We can experience many feeling tones at any given moment, so in formal meditation it helps to narrow the focus of our attention to one of our senses in order to perceive feeling tones more clearly. Thus we can cultivate mindfulness of feeling tones in association with just one object of concentration. The meditator can be mindful of the breath, and then add one more element to this with an experiential focus led by the question “How does the sensation of the air in the nostrils feel?" Generally it will feel neutral and thus this meditation will enable the meditator to become more aware of this and other neutral feeling tones.

In The Middle Length Discourses of the Buddha, Bodhi (Bodhi and Nanamoli 1995, p. 401) translates a nun’s teaching:

Pleasant feeling is pleasant when it persists and painful when it changes. Painful feeling is painful when it persists and pleasant when it changes. Neither-painful-nor-pleasant feeling is pleasant when there is knowledge and painful when there is no knowledge.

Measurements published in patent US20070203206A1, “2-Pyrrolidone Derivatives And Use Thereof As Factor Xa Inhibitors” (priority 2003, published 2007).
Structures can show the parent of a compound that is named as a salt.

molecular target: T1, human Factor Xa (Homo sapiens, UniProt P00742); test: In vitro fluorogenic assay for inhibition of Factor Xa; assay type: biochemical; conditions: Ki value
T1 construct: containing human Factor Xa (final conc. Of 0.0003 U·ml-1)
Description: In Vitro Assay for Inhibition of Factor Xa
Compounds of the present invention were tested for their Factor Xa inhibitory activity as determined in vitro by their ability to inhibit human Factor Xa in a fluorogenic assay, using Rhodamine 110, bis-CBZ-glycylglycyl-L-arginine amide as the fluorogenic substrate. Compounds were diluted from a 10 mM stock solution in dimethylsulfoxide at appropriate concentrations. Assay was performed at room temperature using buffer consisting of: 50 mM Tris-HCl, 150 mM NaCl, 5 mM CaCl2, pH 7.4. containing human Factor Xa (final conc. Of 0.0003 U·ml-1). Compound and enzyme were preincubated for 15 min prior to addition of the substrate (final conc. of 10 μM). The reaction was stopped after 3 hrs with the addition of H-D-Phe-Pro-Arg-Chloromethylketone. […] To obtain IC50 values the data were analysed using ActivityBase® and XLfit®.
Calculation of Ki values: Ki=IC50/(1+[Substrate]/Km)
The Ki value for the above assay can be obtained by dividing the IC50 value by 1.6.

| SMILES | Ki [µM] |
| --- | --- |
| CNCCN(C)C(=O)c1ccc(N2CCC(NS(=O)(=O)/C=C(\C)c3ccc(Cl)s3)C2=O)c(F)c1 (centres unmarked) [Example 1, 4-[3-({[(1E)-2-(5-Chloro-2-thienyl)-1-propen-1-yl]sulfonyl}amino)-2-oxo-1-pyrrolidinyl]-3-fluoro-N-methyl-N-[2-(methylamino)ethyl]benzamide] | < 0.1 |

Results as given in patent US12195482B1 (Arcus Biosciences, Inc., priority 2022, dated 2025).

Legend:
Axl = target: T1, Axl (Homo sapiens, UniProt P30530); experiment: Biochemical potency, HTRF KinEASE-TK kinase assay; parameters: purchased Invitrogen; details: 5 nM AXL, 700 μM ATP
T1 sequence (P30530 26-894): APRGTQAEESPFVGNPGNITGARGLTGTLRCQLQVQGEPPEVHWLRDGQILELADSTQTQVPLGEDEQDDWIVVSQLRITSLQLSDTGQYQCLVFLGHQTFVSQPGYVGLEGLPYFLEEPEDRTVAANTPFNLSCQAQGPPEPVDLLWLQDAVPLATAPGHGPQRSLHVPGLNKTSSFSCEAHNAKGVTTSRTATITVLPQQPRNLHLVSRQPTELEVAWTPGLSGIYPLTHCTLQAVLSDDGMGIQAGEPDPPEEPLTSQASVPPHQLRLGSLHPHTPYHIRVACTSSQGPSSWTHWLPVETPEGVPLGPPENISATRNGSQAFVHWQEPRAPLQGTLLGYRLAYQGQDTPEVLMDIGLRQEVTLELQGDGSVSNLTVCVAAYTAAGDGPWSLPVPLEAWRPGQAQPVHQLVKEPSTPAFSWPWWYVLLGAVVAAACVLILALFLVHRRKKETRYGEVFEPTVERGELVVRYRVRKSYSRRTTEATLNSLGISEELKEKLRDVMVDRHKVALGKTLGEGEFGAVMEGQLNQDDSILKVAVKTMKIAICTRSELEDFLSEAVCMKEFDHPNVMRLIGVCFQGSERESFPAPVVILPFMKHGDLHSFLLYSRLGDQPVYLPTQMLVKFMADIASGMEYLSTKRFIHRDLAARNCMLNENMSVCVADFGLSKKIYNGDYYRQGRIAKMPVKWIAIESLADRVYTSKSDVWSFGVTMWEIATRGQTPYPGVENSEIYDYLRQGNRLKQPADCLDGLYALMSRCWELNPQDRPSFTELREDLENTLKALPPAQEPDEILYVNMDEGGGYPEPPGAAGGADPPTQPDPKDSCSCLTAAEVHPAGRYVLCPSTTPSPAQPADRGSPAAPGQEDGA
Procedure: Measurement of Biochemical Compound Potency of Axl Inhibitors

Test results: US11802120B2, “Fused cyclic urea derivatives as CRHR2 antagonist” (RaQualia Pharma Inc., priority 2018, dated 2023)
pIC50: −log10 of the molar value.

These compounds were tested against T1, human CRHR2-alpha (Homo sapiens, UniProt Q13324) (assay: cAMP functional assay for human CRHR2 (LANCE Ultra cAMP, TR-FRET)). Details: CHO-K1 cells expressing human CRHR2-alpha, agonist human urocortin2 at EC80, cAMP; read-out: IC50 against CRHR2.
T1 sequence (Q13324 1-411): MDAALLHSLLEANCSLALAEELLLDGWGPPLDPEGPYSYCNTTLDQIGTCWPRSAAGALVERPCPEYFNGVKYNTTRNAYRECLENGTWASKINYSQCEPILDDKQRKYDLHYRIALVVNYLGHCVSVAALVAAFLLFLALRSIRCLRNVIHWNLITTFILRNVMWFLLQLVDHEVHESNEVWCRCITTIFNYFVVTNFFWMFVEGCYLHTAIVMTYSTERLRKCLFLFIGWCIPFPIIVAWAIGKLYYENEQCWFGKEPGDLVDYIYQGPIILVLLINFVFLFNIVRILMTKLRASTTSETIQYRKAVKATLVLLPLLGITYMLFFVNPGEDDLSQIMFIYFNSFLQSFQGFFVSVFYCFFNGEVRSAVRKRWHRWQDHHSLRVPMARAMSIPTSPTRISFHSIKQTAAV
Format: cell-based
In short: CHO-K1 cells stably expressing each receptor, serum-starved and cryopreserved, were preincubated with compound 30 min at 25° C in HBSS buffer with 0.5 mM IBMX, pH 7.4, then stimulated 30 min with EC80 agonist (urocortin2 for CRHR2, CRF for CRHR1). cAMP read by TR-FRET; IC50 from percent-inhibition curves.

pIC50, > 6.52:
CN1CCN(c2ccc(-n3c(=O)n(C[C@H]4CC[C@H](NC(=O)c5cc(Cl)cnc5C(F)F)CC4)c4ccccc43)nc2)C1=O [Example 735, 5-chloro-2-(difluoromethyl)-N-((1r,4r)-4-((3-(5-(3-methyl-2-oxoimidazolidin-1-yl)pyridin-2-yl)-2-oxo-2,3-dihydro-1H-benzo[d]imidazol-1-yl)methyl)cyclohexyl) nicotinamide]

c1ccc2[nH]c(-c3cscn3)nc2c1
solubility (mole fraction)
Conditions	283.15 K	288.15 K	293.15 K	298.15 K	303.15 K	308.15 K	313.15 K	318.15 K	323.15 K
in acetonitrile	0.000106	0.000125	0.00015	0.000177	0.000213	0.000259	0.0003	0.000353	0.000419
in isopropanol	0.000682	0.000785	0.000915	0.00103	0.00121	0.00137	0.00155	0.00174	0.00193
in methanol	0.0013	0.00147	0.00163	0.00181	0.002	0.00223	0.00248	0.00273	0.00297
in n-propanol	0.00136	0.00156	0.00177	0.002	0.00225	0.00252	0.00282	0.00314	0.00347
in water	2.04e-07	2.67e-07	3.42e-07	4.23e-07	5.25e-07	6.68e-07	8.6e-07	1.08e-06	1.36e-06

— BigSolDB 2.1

We can have a conflicted relationship with neutral feeling tones, as they are generally associated with boredom. But if we consider them from a meditative perspective, they are restful (or at least nothing bad is happening). If there is a neutral feeling tone, we can choose to know it fully and it can then become the source of a peaceful state of being in the moment. Or we can connote it negatively and even confabulate: “Nothing is happening . . . This is boring . . . I am bored . . . I am boring . . . Nothing works in my life!” Thus we can quickly go from neutral to unpleasant feeling tones. This is one of the challenges of formal meditation, especially sitting meditation, as most of the time nothing is happening and this can be experienced as boring. But if we know the peacefulness, clarity, and restfulness of a neutral feeling tone, we can know for ourselves quiet contentment both within and outside meditation.